Name: Amonte Martin | City: Gainesville, FL | Instagram: @AmonteMartin
What does being a father mean to you?
The currency of this world is money. Everything we do, every decision we make is a cost benefit analysis of how we can grow, save, or acquire more money. From going to school, in hopes of finding a career, going to trade school, going to the military after high school, or even becoming an entrepreneur is all done to position one’s self to be a financially independent individual. Further, God also gives us innate skillsets and ideas, which we can also monetize (e.g., a singer, an artist, an athlete, or even a podcast host, etc.).
Not for monetary gain, the currency of fatherhood is love. To me, being a father means to be chosen to fulfill God’s purpose for my life. To be chosen to fulfill my duties as a man to groom the next generation – my legacy. To be blessed enough to cultivate and rear a child is one of the most gratifying feelings in life. Because there are no prerequisites to being a father, there’s no preparing or studying to be a good father.
Describe your experience with your father growing up and how that impacted you today.
Most of my life I was raised by my grandparents, and by a single mother. I rarely saw my father growing up. As a child, I used to ask my mom why he wasn’t around or why he didn’t come to my games or practices, etc. For a while, I thought it was my fault for my father not being there in my life, I thought it was something wrong with me. Around high school, I started to understand more of why he wasn’t there.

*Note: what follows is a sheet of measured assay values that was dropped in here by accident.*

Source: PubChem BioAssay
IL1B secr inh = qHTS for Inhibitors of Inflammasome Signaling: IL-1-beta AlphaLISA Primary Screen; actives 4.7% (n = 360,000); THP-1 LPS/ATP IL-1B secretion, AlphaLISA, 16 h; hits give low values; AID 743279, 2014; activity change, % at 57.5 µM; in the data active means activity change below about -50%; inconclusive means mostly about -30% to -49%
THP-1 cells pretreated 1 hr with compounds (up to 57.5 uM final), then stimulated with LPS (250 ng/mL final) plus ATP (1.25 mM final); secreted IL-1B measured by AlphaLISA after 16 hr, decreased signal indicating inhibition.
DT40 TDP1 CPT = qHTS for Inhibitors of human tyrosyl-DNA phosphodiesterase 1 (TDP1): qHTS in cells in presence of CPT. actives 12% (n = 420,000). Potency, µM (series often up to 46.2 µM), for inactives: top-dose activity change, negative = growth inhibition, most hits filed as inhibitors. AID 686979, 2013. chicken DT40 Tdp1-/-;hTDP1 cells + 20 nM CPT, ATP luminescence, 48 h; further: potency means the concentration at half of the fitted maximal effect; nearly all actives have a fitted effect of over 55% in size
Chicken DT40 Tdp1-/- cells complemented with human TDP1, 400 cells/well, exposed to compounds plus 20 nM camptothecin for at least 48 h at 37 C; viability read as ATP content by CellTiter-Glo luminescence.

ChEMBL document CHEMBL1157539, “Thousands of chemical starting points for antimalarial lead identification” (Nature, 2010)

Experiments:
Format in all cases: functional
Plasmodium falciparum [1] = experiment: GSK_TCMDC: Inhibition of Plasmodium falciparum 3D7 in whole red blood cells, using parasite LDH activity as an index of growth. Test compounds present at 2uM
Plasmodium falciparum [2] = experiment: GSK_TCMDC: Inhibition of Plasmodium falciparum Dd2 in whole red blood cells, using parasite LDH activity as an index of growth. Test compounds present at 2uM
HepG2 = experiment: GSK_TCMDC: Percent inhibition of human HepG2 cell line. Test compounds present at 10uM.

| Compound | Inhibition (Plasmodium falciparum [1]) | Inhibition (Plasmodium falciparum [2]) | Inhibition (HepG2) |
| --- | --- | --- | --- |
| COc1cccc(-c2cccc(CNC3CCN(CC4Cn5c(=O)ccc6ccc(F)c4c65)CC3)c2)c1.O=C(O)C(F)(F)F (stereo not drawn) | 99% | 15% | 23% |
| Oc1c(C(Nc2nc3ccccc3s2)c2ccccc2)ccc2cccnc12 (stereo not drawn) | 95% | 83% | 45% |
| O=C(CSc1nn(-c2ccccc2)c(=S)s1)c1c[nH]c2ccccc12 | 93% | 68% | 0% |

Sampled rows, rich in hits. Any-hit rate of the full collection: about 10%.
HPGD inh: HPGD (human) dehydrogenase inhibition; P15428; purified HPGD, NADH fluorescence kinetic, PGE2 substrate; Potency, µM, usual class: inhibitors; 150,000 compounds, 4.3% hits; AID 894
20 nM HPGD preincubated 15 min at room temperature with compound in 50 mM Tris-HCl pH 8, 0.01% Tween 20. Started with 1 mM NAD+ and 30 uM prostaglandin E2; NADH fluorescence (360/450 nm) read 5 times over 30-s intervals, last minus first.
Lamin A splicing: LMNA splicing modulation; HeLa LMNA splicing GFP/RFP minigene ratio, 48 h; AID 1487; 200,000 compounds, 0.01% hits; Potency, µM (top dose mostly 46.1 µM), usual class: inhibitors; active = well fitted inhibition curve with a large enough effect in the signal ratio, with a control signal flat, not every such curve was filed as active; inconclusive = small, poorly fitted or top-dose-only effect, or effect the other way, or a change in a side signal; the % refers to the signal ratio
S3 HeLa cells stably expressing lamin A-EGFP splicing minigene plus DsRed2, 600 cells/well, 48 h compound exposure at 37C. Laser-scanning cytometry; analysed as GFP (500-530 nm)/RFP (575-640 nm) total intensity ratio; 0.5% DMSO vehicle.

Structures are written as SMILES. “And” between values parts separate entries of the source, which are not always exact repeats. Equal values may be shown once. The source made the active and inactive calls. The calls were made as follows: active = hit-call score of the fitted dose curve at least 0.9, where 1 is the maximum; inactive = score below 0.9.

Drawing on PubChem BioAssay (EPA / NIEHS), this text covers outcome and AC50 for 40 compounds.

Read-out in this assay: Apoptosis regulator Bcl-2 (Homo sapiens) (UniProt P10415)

Being married and understanding how to sustain a relationship, I understand how and why my father wasn’t in my life. He remarried and had more kids, so I understand but I don’t excuse him for not be present.
What things did you take from your experience growing up into your own fatherhood journey?
I learned that no matter what, be present and transparent with my children. What I mean by present is not just physically present, which sometimes can’t happen, which is why I say to be transparent, but emotionally present. Being emotionally present by checking on how my children are doing after school, listening to the troubles, their worriers, their eagerness, and learning when to be there and when to give them space. I also learned to be transparent. I learned to communicate with my children my struggles, expectations, and my boundaries – when dad needs space or time to study.
Have you had any obstacles on your fatherhood journey? If so, explain.
I’ve had quite a few and my children are only 1 and 4 years old.
1. My wife and I were born and raised in Florida. We graduated from college, got married, and moved to Indiana all in May 2014. Fast forward to May 2105, my son was born. At the time, we were still adjusting to being up north, being married, now parenting, and graduate students. Toward the end of 2015, my wife got accepted into law school at the University of Florida. From then to the beginning of 2017, I kept my son alone in Indiana while completing my master’s thesis at Purdue University.
2. May 2019, my wife graduated from the University of Florida , got a job, and moved to Atlanta. I am currently finishing my PhD at the University of Florida, teaching, and doing research, and raising two boys, alone.
What advice would you give others new on their fatherhood journey?
The perfect way to be a good father, is just to simply be there. There’s honestly no perfect way to be a father. Trust that God has given you every tool to be a good father, use them. Also, lean on other fathers, ask them what were their successes and failures, learn from them, which is exactly why initiatives such as, “Dear, Fathers” is critical.
If you wanted to write a quick note to your father, starting with “Dear Father,” what would it be?
Life is short and we still have time to build.
List some fathers you cosign